A chocolate bar as shape mark: KIT KAT
Thursday, December 10, 2015
Not any shape can be registered as trademark. Hauck vs. Stokke concerned a shape which gives substantial value to the good or which results from the nature of the good. And from Lego we know: a shape which meets a technical function cannot be a trademark. The exclusions are interpreted in a broad sense and an excluded shape does not become a trademark by acquiring distinctive character. Yet the shape mark isn’t dead. Some shapes clearly distinguish from the ‘rest of the market’ and do not fall under an exception. A carton packaging having a distinctive shape can be a trademark for the savory snacks it contains. If the trademark and good do not coincide there is no obvious problem. Even if the shape does coincide with the product, the high threshold for acquiring distinctive character is sometimes crossed. In Nestlé vs. Cadbury (Kit Kat) the CJEU decided on acquiring distinctive character and the exclusion based on technical.
The bar is only sold with the trademark KIT KAT on the wrapper and in relief on each strip of the bar. Can the shape of the bar without the wrapper and bearing the trademark acquire distinctive character in that case? And is it necessary that the public will then actually go by this sign, a condition which was indeed made until recently in the UK? The Court sets the threshold low: to acquire distinctive character it suffices that the good or service is perceived as coming from a specific enterprise. The name of the enterprise or the trademark does not have to be mentioned. And no ‘reliance’ condition applies.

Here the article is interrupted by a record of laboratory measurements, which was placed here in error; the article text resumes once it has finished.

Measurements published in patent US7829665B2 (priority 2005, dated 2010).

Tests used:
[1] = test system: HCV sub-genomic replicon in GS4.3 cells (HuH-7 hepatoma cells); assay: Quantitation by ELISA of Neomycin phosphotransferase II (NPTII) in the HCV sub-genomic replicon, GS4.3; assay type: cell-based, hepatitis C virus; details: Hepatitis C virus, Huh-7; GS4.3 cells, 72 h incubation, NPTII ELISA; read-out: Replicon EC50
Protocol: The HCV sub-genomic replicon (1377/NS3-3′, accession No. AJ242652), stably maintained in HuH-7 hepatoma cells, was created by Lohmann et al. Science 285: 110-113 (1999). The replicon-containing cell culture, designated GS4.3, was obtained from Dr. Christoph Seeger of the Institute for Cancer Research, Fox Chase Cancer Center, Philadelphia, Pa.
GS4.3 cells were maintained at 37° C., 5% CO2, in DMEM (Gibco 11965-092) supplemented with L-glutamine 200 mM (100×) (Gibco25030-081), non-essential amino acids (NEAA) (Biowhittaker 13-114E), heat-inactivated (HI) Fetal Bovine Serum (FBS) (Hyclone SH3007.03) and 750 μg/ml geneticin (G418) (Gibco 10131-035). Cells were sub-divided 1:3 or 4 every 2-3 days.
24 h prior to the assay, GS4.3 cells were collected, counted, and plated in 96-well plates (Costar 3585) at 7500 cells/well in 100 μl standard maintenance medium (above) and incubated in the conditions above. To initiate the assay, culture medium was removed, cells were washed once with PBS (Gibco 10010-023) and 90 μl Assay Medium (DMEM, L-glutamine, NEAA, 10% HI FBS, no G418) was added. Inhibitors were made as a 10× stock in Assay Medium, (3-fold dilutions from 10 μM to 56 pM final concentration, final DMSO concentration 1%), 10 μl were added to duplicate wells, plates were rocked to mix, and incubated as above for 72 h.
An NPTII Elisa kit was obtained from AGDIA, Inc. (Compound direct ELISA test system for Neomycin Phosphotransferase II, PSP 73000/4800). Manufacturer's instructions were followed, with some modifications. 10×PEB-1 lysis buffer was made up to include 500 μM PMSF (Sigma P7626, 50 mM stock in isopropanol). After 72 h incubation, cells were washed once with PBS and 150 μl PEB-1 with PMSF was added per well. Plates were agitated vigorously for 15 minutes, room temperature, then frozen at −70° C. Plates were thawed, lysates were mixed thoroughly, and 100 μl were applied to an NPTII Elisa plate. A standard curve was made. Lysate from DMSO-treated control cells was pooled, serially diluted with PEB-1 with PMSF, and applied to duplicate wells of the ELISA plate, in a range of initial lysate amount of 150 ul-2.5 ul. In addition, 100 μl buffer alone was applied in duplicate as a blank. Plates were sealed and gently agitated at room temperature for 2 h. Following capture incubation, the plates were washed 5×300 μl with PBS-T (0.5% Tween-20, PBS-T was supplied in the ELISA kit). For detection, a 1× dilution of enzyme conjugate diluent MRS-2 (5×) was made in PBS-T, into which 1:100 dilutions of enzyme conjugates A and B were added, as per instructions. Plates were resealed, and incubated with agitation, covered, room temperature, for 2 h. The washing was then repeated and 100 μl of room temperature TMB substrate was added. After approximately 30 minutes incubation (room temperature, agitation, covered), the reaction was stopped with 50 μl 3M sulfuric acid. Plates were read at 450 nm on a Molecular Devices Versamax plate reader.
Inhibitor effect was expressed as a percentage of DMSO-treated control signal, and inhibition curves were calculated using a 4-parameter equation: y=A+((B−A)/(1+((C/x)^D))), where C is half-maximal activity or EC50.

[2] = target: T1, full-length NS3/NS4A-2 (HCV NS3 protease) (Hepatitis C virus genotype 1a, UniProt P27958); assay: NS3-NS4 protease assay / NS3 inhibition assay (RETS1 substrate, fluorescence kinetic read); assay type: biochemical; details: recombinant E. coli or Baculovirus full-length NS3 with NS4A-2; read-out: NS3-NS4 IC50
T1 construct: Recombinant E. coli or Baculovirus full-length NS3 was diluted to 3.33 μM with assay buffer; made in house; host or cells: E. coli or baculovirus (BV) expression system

Because of the angle of inclination of the three longitudinal grooves the chocolate is poured efficiently in the shape and after solidification the bar easily detaches. However, this does not cause that the grooves meet a technical function: the exclusion only regards the way in which the good in question functions and not the way in which it is made. When the new Trademark Package will have come into effect it will no longer be required that a trademark is recorded visually. This offers new opportunities for non-traditional marks, for instance fragrance, taste and touch marks. The exclusions based on technical function, nature and substantial value will then apply to all types of trademarks.
Maarten Haak, trademark lawyer
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